Havana — Stephen Hunter

First, a bit of background about this series of novels. Stephen Hunter has two main characters: Earl Swagger, a veteran of WWII, a state trooper, tough, quiet, capable, tormented. Earl has a son, Bob Lee, who follows in his father’s footsteps in most things. In Vietnam, Bob Lee (trained as a sniper) is known as Bob the Nailer. The first novel in the Bob Lee series starts twenty years later, when he is reluctantly drawn out of retirement.

Here’s the challenge: Hunter jumps around in time, and back and forth between related storylines. My strong advice is to read the novels in the order you see here, although it will seem at first that Dirty White Boys doesn’t belong where I’ve put it. It does. You won’t see why until Black Light, and you won’t appreciate Black Light unless you read Dirty White Boys first. Unfortunately there’s almost no indication of this when you pick up on the books in a bookstore, and you might somehow miss what can only be called a near-classical tragedy if certain things don’t happen in order. So I’m telling you. My suggestion would also be to read the Earl Swagger books before the Bob Lee books. But that’s not strictly necessary.

Bob Lee Swagger

1. Point of Impact (1993)
2. Dirty White Boys (1994)
3. Black Light (1996)
4. Time to Hunt (1998)

Earl Swagger

1. Hot Springs (2000)

2. Pale Horse Coming (2001)

3. Havana (2003)

So you’ve got two interrelated series of books about a father and a son, jumping around in time. Why bother? Because when Hunter is on top of his game, these are fantastic stories. Bob Lee and Earl are both fascinating, frustrating, engaging, over the top and believable at the same time. Earl’s difficult boyhood (which makes for some of the best reading in the series) shores up what might otherwise feel like Hunter’s fraught characterization.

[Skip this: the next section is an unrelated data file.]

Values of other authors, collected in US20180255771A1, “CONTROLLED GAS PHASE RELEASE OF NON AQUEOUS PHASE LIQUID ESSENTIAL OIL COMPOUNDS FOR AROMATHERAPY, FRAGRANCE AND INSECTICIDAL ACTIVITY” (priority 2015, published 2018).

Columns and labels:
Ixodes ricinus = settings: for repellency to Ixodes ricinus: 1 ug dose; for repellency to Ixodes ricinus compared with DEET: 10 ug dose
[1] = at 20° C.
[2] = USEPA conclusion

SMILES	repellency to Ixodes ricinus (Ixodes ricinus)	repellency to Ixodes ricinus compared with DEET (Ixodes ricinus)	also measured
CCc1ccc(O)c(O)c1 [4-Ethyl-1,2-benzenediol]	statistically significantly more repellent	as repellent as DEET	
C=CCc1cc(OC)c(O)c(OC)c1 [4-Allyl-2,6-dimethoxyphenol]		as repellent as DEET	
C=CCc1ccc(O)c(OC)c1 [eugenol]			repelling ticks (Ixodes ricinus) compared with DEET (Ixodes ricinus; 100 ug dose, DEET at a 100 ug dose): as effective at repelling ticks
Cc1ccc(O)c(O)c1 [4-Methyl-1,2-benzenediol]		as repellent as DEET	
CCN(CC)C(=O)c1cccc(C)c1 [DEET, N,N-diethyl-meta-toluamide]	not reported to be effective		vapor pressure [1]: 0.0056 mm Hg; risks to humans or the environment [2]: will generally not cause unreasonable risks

However. The novels are not all equal (and how could they be?) Dirty White Boys has one of the most provocative opening paragraphs I’ve ever run into. It’s a great story, flawed by what I can only call a shallow characterization of a mentally disabled character and Hunter’s (failed) attempt to portray his inner monologue.

Havana, which is the newest in the series, was a disappointment to me for a couple of reasons. First, it feels rushed and under-edited. There are passages that are simply hard to read. There are two-dimensional characterizations and passages of dialog which border on the cartoonish. (It pains me to say that, but I must.) There is a lack of cohesiveness in the subsidiary plot lines. And still Earl is there, and I am as drawn to him as I have ever been to a character. Unfortunately, given Hunter’s back and forth, I know what’s ahead for Earl in the near future, and it gives this novel an edge I’d rather have done without.

I’m the first to admit that I have a weak spot the size of Wyoming when it comes to strong, quiet, capable, physical men. Bob Lee and Earl fit that bill exactly, and Hunter tells their stories with the kind of sharp authority, intelligence and wit they deserve. Except that this time, he fumbled a little. I’m hoping and trusting he can recover.